Waghor Village is the site of a memorial where the name King Mongkut, or King Rama IV, was recorded in history and became well-known worldwide, bringing honour and prestige to himself and Thailand, and this place has remained the pride of Thai people until today. This was the place King Mongkut visited by a royal boat, "the Akharatchworadetch" to prove the accuracy of his computation of the place and time of a total solar eclipse. The King had computed, 2 years before, that there would be a total solar eclipse on Tuesday in the ten lunar month, on the first waxing Moon night of the Year of the Dragon in the Chula Era 1230, corresponding to August 18th, 1868. The centre of the eclipse would appear in proximity to Waghor Village in Prachuab Khiri Khan Province in the Kingdom of Siam or on the eastern coast of the Malay Peninsula, at northern latitude 11 degrees and 38 minutes and eastern longitude 99 degrees and 39 minutes. The eclipse would start at 10.04 a.m., and it would become a full eclipse at 11.36.20 a.m., or the whole phenomenon would last for 6 minutes and 45 seconds. The eclipse would start to dissolve at 1.37.45 p.m. There is no evidence of a similar kind of computation from Western countries.

    At the time, Thai people and foreigners were waiting to prove the accuracy of the King's computation. When the day of the expected eclipse came near, the King had Chao Phraya Srisuriyavonge build a camp in advance. The King himself made use of this camp as his outdoor science laboratory and as a gathering place for scientists and foreign diplomats. His computation of the time of the eclipse turned out to be accurate and this made his name well known far and wide. Foreign guests were able to observe his talent in science despite the shortage of efficient scientific equipment. His contribution to the study of science was widely accepted by scientists and learned people far and wide. However, after this event, the Thai people had to face a great loss because 5 days after his return to Bangkok, the King became sick and died of malaria on October 1st, 1868.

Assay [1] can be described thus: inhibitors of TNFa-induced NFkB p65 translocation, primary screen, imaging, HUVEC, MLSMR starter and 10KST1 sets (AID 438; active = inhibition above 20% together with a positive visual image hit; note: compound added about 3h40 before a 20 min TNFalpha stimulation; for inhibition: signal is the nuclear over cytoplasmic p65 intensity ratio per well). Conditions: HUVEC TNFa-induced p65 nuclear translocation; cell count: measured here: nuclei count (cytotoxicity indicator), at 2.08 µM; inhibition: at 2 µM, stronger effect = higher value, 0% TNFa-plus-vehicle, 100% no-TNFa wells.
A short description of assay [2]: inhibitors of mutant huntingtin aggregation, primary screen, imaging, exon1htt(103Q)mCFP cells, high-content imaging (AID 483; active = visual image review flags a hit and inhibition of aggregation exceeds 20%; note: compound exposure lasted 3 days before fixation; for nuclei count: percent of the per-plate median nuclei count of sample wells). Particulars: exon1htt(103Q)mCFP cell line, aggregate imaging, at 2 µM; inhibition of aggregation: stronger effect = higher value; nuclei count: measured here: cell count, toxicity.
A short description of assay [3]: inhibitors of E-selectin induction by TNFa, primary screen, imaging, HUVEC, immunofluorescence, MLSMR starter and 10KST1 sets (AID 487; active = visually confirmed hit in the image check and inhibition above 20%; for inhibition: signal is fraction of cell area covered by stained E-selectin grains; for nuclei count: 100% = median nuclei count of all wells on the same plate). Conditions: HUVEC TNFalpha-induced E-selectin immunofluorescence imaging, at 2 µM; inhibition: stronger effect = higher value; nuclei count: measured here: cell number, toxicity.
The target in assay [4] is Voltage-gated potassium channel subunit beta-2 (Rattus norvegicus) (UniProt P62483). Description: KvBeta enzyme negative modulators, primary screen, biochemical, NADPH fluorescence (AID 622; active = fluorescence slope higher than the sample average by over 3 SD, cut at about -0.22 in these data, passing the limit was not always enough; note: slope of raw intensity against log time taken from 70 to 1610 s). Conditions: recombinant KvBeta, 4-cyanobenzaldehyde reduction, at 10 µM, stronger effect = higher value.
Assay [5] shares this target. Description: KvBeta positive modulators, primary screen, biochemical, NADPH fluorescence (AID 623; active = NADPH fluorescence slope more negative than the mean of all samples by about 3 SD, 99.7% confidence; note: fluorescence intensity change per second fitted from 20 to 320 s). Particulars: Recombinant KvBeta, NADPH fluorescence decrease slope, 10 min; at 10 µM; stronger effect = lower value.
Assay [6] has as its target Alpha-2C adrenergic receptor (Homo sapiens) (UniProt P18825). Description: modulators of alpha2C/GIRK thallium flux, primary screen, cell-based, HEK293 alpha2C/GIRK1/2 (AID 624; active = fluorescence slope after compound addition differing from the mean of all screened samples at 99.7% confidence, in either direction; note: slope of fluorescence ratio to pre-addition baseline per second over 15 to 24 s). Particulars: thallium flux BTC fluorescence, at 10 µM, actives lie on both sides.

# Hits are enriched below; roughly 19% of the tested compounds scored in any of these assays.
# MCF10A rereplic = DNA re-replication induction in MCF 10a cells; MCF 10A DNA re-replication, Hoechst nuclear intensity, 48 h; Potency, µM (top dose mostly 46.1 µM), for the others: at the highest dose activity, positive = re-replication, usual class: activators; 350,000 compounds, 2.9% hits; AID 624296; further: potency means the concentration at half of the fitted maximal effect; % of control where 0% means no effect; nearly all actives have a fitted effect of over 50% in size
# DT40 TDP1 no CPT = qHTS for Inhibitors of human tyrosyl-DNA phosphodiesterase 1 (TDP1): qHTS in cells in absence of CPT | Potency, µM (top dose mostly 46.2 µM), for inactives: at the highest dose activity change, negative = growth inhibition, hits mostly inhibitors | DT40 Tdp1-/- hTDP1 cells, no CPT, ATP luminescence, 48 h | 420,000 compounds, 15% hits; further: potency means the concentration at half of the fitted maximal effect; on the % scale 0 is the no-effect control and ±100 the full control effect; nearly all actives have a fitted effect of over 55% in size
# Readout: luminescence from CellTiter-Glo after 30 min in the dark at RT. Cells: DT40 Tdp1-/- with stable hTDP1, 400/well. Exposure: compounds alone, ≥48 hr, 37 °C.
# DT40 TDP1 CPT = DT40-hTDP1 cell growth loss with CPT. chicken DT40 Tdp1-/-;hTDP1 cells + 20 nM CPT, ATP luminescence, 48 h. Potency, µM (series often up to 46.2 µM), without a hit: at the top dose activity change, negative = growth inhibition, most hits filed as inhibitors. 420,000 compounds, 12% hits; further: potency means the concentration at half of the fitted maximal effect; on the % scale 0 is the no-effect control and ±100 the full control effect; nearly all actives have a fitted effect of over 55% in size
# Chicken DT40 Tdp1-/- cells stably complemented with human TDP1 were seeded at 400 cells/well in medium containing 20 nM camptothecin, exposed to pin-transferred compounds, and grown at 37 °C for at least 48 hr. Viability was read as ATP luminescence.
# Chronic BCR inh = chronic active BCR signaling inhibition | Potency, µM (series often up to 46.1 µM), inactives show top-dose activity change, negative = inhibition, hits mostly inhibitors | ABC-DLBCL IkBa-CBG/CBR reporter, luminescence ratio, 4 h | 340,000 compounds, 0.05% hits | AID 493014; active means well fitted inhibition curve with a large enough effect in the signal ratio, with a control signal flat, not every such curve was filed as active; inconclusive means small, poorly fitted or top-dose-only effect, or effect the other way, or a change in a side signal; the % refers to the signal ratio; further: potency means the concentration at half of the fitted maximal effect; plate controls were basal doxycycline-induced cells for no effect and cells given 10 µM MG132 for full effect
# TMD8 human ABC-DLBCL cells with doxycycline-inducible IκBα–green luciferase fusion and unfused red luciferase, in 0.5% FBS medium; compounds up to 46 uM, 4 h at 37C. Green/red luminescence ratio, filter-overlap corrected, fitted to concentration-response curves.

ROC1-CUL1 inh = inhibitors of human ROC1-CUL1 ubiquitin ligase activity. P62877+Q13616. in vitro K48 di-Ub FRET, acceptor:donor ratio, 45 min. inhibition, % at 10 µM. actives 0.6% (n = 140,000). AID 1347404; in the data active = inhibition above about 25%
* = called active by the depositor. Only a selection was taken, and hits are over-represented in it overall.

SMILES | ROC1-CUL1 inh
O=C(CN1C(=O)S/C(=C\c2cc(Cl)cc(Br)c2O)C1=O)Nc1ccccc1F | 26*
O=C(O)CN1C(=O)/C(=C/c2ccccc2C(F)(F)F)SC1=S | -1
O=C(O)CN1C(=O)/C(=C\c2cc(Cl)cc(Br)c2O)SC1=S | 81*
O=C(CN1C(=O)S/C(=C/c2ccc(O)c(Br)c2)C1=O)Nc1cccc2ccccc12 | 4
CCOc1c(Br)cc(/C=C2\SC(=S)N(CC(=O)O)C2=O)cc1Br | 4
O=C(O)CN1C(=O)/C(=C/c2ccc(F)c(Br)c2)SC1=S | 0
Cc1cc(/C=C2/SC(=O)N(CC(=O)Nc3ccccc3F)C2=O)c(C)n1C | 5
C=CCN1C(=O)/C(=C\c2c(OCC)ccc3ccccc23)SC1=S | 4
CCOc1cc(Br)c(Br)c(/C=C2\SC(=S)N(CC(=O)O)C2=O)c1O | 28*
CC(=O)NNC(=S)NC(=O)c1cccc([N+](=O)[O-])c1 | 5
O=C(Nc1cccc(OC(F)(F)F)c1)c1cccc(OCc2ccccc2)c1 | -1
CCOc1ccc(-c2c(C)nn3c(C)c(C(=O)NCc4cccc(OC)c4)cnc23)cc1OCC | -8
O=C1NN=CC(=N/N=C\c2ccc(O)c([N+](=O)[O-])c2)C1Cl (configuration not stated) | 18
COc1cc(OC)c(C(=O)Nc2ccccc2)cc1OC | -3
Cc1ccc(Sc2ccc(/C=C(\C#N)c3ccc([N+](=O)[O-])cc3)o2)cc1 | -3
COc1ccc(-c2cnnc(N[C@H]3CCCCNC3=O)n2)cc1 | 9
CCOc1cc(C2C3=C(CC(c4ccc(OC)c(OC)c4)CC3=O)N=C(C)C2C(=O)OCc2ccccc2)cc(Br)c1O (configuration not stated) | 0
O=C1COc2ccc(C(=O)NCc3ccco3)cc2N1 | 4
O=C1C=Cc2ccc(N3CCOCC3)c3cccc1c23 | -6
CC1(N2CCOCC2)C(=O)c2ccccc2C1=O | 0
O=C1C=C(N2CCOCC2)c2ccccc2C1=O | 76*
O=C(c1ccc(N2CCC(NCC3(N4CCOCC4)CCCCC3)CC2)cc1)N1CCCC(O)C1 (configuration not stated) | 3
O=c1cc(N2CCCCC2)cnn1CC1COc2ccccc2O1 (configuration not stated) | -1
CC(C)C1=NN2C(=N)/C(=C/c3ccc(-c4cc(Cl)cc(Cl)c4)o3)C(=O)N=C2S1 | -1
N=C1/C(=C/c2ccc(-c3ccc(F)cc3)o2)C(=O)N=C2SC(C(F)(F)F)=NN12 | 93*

In memory of the King and this important historical event at Waghor, the Cabinet, on May 16th, 1989, approved a project to establish the King Mongkut Science Park at Waghor and on May 3rd, 1990, His Majesty King Bhumibol Adulyadej named this place, the "King Mongkut Science Park at Waghor, Prachuab Khiri Khan Province". On June 16th, 1993, the Ministry of Education announced the establishment of the Park as an educational institute as a way of honouring King Mongkut, "the Father of Thai Science". The institute is currently affiliated to the Office for the Promotion of Non-formal Education.